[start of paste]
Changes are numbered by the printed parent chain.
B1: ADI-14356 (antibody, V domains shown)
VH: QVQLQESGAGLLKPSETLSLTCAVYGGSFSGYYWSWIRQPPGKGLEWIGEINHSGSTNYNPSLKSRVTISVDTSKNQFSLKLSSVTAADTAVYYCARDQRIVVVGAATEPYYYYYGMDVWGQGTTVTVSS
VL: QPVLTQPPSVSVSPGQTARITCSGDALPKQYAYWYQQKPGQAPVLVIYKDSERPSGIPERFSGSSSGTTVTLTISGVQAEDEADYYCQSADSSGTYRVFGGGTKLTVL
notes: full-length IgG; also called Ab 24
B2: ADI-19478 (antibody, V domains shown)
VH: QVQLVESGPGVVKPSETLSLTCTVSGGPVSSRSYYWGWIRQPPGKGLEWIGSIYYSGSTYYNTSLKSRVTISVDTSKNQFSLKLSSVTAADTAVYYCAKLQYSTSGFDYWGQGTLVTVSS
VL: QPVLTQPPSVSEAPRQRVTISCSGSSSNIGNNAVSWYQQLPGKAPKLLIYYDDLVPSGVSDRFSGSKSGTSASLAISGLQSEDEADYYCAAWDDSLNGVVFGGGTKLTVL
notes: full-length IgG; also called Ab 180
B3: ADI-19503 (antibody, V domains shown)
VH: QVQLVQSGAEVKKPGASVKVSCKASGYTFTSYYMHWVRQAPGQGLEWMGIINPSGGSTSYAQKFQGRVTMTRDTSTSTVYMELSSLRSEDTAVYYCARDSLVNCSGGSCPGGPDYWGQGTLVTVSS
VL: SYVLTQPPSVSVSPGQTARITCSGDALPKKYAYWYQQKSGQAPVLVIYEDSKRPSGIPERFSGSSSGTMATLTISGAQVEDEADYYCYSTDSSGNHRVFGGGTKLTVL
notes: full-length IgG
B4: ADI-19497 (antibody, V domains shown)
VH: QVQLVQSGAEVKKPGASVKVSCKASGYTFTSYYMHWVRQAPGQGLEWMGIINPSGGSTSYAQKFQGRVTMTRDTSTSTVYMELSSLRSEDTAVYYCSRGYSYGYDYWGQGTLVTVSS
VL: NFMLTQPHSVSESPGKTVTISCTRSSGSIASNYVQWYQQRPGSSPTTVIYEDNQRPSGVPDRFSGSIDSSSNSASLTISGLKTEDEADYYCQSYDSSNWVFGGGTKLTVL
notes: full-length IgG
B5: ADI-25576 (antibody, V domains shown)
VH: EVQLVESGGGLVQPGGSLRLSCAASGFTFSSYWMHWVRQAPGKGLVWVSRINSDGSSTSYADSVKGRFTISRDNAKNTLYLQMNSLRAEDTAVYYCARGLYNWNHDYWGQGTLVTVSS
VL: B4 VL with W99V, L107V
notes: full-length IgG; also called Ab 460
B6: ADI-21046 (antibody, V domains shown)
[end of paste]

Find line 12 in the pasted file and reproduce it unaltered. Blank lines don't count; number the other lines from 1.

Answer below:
VL: SYVLTQPPSVSVSPGQTARITCSGDALPKKYAYWYQQKSGQAPVLVIYEDSKRPSGIPERFSGSSSGTMATLTISGAQVEDEADYYCYSTDSSGNHRVFGGGTKLTVL